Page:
The bill of rights incorporation includes how the bills of rights have been applied in the American courts overtime. Before 1925, the bills of rights were held to apply to the federal government only. This is seen in the holding of Barron V Baltomore. In this case, the court held that the bill of rights did not apply to any state governments but only the federal government. The case involved Fifth Amendment requirement compensation, which was held as not binding to state governments. Similarly, in Mapp v Ohio, a case in relation to the right to privacy, the court held that the fourth amendment was not a lesser right and was reserved to particular people. The doctrine of incorporation was put in place to include local and state governments. However it can be seen that after the 14th amendment was ratified, only some bill of rights applied to the state government, the bill of rights were seen to apply only to the federal government. This situation is seen in the case of United States v Cruikshank, where it was held that the second and first amendments did not apply to state governments. The case held that the second amendment had the effect of restricting powers to the national government. Interpretations of the fourteenth amendment, and the case of Cruikshank showed that certain sections of the bill of right and other portions were exceptional since then the court has interpreted most sections to apply to state governments. This is seen in the case of Gitlow V New York, where the court held that the states ought to protect freedom of speech, hence extending the applicability of the bill of rights to the states.
Later on, in the Supreme Court case of Hugo, it was argued that framers should clearly state their intentions, and provide control measures on how to interpret the 14th amendment. However, in Adamson v California, the court refused to adopt the Hugo case interpretation. Afterwards, the courts employed selective doctrine incorporation, where they extended the protections under the bill of rights and other unenumerated rights to the states. The 14th amendment has been seen to attract lot litigation in the constitution of United States, compared to any other amendment.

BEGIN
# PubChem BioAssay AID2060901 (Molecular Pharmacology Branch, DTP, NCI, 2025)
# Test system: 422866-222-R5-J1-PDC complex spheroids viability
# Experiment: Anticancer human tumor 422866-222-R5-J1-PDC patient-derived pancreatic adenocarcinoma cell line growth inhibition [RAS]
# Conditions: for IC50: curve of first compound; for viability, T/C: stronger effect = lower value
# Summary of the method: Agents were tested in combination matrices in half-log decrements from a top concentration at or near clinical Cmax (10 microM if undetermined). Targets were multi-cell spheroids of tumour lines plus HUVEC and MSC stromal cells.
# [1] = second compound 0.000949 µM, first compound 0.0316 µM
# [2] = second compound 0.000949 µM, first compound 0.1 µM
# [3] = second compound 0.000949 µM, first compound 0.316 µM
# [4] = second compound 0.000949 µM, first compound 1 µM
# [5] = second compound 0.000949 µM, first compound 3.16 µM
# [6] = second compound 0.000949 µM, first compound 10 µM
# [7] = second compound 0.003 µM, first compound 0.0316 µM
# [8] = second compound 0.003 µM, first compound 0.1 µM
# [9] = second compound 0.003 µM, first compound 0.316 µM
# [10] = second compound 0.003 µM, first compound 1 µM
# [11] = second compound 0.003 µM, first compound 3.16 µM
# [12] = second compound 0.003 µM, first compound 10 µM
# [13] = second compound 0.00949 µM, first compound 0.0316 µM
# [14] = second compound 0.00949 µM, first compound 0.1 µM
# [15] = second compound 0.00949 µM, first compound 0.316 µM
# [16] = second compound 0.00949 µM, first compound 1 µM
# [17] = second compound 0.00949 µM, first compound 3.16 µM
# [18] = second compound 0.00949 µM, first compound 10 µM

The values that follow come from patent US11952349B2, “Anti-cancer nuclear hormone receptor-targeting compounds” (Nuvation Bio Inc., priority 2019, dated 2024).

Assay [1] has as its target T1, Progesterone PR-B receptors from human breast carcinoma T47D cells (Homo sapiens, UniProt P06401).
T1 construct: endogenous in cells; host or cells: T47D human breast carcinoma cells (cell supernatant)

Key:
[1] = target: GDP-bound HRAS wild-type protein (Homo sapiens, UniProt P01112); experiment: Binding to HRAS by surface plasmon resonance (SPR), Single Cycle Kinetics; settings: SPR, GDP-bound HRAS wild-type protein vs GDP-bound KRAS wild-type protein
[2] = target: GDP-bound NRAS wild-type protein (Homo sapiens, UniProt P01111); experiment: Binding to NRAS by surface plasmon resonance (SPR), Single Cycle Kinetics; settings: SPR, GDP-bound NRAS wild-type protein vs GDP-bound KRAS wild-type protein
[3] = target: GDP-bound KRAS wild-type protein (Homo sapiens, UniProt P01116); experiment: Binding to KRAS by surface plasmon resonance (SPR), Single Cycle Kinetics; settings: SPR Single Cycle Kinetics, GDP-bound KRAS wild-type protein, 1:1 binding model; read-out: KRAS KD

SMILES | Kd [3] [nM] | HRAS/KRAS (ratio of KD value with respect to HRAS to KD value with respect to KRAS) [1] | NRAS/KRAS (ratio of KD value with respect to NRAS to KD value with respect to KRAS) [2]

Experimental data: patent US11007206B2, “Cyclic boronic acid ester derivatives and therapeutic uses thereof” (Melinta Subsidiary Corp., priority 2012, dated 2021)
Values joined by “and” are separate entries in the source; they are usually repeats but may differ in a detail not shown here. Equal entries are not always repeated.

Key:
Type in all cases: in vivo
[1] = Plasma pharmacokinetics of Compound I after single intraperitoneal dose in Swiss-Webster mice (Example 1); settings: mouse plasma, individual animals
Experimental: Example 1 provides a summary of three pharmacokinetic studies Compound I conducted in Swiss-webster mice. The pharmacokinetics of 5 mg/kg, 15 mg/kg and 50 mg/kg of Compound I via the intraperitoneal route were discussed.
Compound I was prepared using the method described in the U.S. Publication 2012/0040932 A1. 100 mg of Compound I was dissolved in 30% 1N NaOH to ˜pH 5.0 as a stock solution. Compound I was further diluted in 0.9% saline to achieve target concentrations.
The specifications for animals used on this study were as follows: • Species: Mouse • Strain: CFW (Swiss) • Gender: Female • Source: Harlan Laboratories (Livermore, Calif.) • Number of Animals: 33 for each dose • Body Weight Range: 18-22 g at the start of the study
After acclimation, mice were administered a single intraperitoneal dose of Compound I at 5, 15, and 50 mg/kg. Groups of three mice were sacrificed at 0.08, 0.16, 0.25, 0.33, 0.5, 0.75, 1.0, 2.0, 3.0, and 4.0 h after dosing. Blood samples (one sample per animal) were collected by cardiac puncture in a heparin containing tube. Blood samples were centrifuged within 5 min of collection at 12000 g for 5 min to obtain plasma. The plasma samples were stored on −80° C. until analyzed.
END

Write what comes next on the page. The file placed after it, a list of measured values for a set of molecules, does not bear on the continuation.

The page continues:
The 14th amendment aimed at expanding the civil rights. The 14th amendment was first proposed to the House of Joint resolution on 16th June 1866 and was submitted to the states. On 28th of July 1868, it was declared in a certificate of the secretary of the state and ratified by 28 out of the 37 required states, and became the supreme law.
The 14th amendment aimed at achieving equality of civil right to all citizens. This One of the major amendments was granting citizenship to people naturalized and born in the United States, thus granting former slave’s citizenship. It also prevents deprivation of property, liberty and life without due process of the law, thus granting equal protection to all people within the jurisdiction. This is shown in the case of Mc Donald v Chicago, which also shows incorporation, where the issue was gun legislation and the right to liberty provided in the 14th amendment. The court demonstrated that the right to liberty is fully enforceable by the states, hence showing the current position of the 14th amendment. These equal protection provisions apply to citizens at the state and federal levels. The amendment aimed at securing and guaranteeing the first eight amendments. It also aimed at nationalizing federal bill of rights, extending immunities and privileges to the federal states. However, up to date, courts have refused to accept the implications of the fourth amendments, through refusal of evaluation of the amendments, as shown in civil rights cases of 1883. Therefore, incorporation doctrine included acceptance of the law enforcers to apply different sections of the bill of rights, or refusal. The third and the seventh amendment are the ones seen not to be fully incorporated, but other sections have been fully incorporated.